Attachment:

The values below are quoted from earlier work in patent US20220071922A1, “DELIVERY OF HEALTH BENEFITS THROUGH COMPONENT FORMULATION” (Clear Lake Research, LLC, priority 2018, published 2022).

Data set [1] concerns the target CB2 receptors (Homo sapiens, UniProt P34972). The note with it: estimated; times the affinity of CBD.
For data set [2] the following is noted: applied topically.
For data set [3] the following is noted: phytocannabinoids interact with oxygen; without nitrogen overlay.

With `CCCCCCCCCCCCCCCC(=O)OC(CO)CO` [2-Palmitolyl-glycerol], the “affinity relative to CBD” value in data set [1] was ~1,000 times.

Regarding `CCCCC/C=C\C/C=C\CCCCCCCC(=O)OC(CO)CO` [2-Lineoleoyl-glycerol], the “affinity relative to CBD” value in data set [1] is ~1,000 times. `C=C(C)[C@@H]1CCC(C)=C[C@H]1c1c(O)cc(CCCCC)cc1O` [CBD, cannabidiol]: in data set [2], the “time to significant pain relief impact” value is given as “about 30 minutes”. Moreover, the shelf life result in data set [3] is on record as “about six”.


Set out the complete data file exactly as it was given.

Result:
The values below are quoted from earlier work in patent US20220071922A1, “DELIVERY OF HEALTH BENEFITS THROUGH COMPONENT FORMULATION” (Clear Lake Research, LLC, priority 2018, published 2022).

Data set [1] concerns the target CB2 receptors (Homo sapiens, UniProt P34972). The note with it: estimated; times the affinity of CBD.
For data set [2] the following is noted: applied topically.
For data set [3] the following is noted: phytocannabinoids interact with oxygen; without nitrogen overlay.

With `CCCCCCCCCCCCCCCC(=O)OC(CO)CO` [2-Palmitolyl-glycerol], the “affinity relative to CBD” value in data set [1] was ~1,000 times.

Regarding `CCCCC/C=C\C/C=C\CCCCCCCC(=O)OC(CO)CO` [2-Lineoleoyl-glycerol], the “affinity relative to CBD” value in data set [1] is ~1,000 times. `C=C(C)[C@@H]1CCC(C)=C[C@H]1c1c(O)cc(CCCCC)cc1O` [CBD, cannabidiol]: in data set [2], the “time to significant pain relief impact” value is given as “about 30 minutes”. Moreover, the shelf life result in data set [3] is on record as “about six”.